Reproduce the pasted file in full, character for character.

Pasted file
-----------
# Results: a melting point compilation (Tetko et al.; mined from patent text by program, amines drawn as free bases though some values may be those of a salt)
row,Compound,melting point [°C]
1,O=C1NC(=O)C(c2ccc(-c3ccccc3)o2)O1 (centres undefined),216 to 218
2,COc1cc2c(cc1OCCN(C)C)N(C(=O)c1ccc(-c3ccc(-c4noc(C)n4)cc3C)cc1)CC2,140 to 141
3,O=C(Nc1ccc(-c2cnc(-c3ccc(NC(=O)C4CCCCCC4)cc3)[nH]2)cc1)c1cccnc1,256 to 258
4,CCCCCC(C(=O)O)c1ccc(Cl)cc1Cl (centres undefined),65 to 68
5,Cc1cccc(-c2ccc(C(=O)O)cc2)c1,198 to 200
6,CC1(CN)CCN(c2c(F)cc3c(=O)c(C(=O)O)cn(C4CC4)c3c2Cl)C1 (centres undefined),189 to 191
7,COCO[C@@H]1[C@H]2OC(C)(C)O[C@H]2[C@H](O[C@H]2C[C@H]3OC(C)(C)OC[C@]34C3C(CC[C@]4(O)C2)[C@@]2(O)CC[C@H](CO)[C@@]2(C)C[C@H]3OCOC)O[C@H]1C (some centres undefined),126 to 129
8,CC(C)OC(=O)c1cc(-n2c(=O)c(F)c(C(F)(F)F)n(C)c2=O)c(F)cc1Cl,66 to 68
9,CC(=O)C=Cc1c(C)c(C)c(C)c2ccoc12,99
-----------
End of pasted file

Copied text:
# Results: a melting point compilation (Tetko et al.; mined from patent text by program, amines drawn as free bases though some values may be those of a salt)
row,Compound,melting point [°C]
1,O=C1NC(=O)C(c2ccc(-c3ccccc3)o2)O1 (centres undefined),216 to 218
2,COc1cc2c(cc1OCCN(C)C)N(C(=O)c1ccc(-c3ccc(-c4noc(C)n4)cc3C)cc1)CC2,140 to 141
3,O=C(Nc1ccc(-c2cnc(-c3ccc(NC(=O)C4CCCCCC4)cc3)[nH]2)cc1)c1cccnc1,256 to 258
4,CCCCCC(C(=O)O)c1ccc(Cl)cc1Cl (centres undefined),65 to 68
5,Cc1cccc(-c2ccc(C(=O)O)cc2)c1,198 to 200
6,CC1(CN)CCN(c2c(F)cc3c(=O)c(C(=O)O)cn(C4CC4)c3c2Cl)C1 (centres undefined),189 to 191
7,COCO[C@@H]1[C@H]2OC(C)(C)O[C@H]2[C@H](O[C@H]2C[C@H]3OC(C)(C)OC[C@]34C3C(CC[C@]4(O)C2)[C@@]2(O)CC[C@H](CO)[C@@]2(C)C[C@H]3OCOC)O[C@H]1C (some centres undefined),126 to 129
8,CC(C)OC(=O)c1cc(-n2c(=O)c(F)c(C(F)(F)F)n(C)c2=O)c(F)cc1Cl,66 to 68
9,CC(=O)C=Cc1c(C)c(C)c(C)c2ccoc12,99